Test Drive Unlimited 2 (PS3) Review

Test Drive Unlimited 2 (PS3) Review
Test Drive Unlimited 2 (PS3) Review 2
Test Drive Unlimited 2
Developer: ["4362"]
Publisher: Atari
Played On: PlayStation 3
Genre: Racing
ESRB Rating: T (Teen)
| February 21, 2011

The Test Drive series of games is one of the oldest ongoing series when it comes to racing games, in recent years though it has been surpassed by titles such as Forza, GT5, and Need for Speed. Eden games with Test Drive Unlimited 2 (TDU2) attempts to compete with great titles in the racing world and have constructed a game that emulates what made the first Test Drive Unlimited great. But sadly what we get is a formidable online racer wrapped in a horrible story. That hampered with some dated visuals and cumbersome car handling may make this a hard sell in today’s gaming landscape, but the online component is worth half the price.

Touted as a new feature, the story in Test Drive Unlimited 2 (TDU2) is abominable. Once a lowly valet, your character races in the Solar Crown championship and becomes a fixture in the vapid Ibzia social sphere. Your racing earns money and fame. Rival racers taunt and attempt to intimidate you. The problem here is the whole world has the feel of Playstation Home. Your character and the rivals you race seem like they where ripped straight from a social MMO or chat room. They have a very artificial feel and fail to convey the luxury or realistic atmosphere of a genuine high-society racing affair. Mix this lacklustre environment with a bland story and the you end up with a bunch of sequences you’d rather skip.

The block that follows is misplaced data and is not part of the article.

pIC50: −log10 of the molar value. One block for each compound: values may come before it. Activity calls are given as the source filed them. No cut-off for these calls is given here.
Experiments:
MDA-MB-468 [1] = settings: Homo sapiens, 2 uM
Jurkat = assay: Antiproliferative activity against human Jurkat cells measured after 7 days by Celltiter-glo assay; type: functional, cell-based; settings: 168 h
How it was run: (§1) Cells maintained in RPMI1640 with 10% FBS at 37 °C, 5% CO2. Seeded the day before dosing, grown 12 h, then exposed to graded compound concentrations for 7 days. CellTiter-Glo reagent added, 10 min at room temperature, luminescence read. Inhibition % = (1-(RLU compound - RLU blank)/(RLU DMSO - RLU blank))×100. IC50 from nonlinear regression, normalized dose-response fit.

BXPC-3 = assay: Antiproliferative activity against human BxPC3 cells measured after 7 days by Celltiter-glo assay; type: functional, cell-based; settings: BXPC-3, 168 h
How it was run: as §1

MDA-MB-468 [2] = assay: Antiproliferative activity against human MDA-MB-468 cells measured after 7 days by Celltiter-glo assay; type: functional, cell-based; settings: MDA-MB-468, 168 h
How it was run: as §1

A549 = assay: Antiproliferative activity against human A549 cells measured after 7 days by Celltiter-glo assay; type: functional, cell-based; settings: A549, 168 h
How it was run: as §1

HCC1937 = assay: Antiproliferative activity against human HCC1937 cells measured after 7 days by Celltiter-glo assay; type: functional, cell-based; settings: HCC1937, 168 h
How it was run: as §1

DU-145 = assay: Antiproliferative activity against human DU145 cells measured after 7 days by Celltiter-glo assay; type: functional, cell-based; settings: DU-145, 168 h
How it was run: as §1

The concept of owning a Yacht or a mansion on Ibiza after winning circuits is appealing, and adds a dimension to the rewards system so beloved in the original title. Your house is fully customizable, placing furniture to the style of the decor. That paired with over 90 cars to view, buy and drive giving you an extensive range of driving machines to explore Ibiza with although not nearly as many as seen in other driving titles. Character customization is available via in game plastic surgery, further cementing Unlimited 2’s single player as designed for the hedonist in us all.

Beyond the luxury advantage in owning a house it grants players access to garages, and therefore to mass collections of cars. With so many different classes of circuit you will need various cars, from off-road SUV’s to supercars. Each car pertains to a specific event. For this reason the game forces you to take advantage of the real-estate market if you want to enjoy the single player in any aspect beyond the first few series of events.

The controls in TDU2 are serviceable but not near the precision the genre has come to expect. There is the ever handy driving line when needed that allows you to understand how the cars take a corner or handle a hair pin. There are three modes for control (full assist, sport or hardcore) The only problem is none of these modes really get the job done well. They all feel a bit like you are driving on water and vehicles lack proper weight. When placed next to Gran Turismo for comparison, the controls in TDU2 fall far short of the mark.